Russian President Vladimir Putin addressed the controversy by saying the hacks are being blamed on his country to whip up anti-Moscow hysteria and distract from the substance of the emails.
“They started this hysteria, saying that this [hacking] is in Russia’s interests. But this has nothing to do with Russia’s interests,” Mr. Putin said Wednesday. “It’s basically a way of manipulating public opinion, but for some reason nobody discusses that. They only talk about who did it.”
As for the substance itself, the email cache makes clear that Catholics were just one target of the Clinton campaign.
In another brief exchange, Mr. Podesta and Center for American Progress President Neera Tanden slammed Southerners and the Miss America Pageant.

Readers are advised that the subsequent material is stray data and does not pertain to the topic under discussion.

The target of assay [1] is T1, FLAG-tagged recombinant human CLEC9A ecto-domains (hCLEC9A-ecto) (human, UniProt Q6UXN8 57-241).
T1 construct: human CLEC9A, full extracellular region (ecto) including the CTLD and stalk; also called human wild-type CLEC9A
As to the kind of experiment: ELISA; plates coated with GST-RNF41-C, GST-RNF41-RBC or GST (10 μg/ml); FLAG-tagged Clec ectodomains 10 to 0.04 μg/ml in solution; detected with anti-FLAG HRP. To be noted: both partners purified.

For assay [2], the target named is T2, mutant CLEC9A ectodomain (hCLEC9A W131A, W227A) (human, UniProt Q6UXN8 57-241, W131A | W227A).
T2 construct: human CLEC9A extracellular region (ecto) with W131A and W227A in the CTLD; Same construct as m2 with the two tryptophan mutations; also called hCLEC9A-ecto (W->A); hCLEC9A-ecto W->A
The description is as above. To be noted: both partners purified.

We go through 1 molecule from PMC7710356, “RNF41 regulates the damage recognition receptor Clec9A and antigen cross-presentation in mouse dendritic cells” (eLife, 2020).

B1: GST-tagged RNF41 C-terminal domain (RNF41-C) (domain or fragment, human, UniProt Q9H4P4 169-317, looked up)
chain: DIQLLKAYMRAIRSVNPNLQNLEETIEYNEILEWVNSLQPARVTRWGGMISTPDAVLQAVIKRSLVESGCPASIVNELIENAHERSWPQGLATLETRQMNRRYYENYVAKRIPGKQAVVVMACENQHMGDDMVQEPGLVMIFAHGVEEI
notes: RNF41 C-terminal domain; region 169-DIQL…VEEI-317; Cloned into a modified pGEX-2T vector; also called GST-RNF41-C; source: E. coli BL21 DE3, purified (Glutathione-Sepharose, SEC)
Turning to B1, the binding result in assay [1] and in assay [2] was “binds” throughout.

“Do you think it’s weird that of the 15 finalists in Miss America, 10 came from the 11 states of the CSA?” Mr. Podesta asked, referring to the Confederate States of America.
“Not at all I would imagine the only people who watch it are from the confederacy and by now they know that so they’ve rigged the thing in their honor,” Ms. Tanden responded in a September 2015 message.
In another email, Mr. Podesta asked why CNN’s Mr. Tapper is “such a d—k,” one of a number of examples of Clinton allies verbally assaulting reporters — though other messages show close coordination with influential reporters.
Mr. Podesta also had choice words for Mr. Blumenthal, proving that even fellow Clinton allies weren’t immune.
In yet another exchange between Ms. Tanden and Mr. Podesta, the two traded criticisms of Mr. Blumenthal.